Best Practices for Package Resource Location


I’m creating a package that will perform table lookups on some standardized chemical tables one can find online, and I’d like to inquire as to best practices for where and how to look for these resources once downloaded.

The current workflow will be:

  1. User finds table (one for hydrogen, one for nitrogen, etc) online they like want to work with, and they download it into a location of their choice. Perhaps eventually I’ll migrate this step within the package itself.
  2. User imports my package
  3. User sets path to the library of various tables they have downloaded
  4. User calls function from my package, and it grabs the table requested from the path where the user is storing these tables

Example usage:

using MyPackage

libpath = "/home/user/chemtables/"

value = MyPackage.hf("H2O",298.15) 
println("The enthalpy of formation of water at 298.15K is: $value")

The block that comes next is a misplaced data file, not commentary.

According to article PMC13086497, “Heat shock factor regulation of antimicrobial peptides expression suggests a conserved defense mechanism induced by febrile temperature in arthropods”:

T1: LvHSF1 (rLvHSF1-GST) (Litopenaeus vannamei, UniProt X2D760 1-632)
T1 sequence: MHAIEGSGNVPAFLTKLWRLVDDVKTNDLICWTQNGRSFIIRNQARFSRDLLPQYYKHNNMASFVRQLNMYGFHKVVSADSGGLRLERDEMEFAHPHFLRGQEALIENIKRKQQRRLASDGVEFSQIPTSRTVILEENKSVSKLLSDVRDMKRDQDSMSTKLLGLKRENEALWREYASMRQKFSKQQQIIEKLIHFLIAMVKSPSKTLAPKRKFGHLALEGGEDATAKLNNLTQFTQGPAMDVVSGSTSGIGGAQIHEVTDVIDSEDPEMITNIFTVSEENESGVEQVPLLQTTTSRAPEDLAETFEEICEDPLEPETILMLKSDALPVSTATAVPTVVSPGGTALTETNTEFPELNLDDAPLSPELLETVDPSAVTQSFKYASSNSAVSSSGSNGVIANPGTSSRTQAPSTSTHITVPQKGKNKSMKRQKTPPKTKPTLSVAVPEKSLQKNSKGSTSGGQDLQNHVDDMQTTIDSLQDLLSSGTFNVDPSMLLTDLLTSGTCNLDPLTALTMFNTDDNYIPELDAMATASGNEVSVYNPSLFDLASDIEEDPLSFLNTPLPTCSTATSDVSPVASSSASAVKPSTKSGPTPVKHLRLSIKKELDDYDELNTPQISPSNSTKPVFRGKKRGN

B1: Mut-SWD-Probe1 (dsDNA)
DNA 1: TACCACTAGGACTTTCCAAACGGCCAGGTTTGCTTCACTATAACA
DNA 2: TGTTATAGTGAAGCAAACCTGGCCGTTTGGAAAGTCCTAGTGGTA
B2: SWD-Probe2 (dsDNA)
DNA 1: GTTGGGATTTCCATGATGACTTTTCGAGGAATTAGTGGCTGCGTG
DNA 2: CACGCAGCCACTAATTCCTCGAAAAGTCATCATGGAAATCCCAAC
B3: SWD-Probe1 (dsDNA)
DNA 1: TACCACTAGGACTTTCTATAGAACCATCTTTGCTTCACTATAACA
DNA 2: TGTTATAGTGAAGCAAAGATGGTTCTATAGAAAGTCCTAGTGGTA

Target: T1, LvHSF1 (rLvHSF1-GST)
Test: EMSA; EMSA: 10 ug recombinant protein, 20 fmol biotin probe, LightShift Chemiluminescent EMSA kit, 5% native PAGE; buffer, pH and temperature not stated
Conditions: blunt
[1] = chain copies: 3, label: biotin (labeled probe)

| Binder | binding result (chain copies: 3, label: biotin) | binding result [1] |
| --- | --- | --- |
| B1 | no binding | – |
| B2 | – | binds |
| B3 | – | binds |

I’d rather not always have the path as an input to the function that will access the table. This seems to suggest that my only option is to be playing with global variables, and have a reserved variable name that the package always accesses for the user-defined path (which I suppose would always be needed at the top of the script, or maybe have a backup default location if it can’t find it). Is there a better way to approach this?

Edit: for those bothered by inputting a temperature for a formation enthalpy, forgive me, I was thinking sensible enthalpy at the time. :slight_smile:

Using global variables would make it difficult to use multiple tables in the same caller, no?

I would tend to suggest having some sort of data structure that wraps a table, e.g.

ct = ChemTable("/home/user/chemtables/datafile")

and then define functions that act on this, e.g. hf(ct, "H2O", 298.15). Or maybe have ct["H2O"] return a data structure about the molecule (similar to that you can operate on:

H2O = ct["H2O"]
hf(H2O, 298.15)

or even use dot overloading: ct["H2O"].hf(298.15).

Partly it depends on what your data looks like. You may not want to hit the disk for every query — either load in all of the data when you construct ChemTable(...), or load it in lazily and cache it in a dictionary internally to ct.


Good thoughts on the disk overhead each call, I hadn’t considered that. I’ll look more into a custom data structure of sorts that will just hold it there. The tables aren’t big, so that shouldn’t be an issue.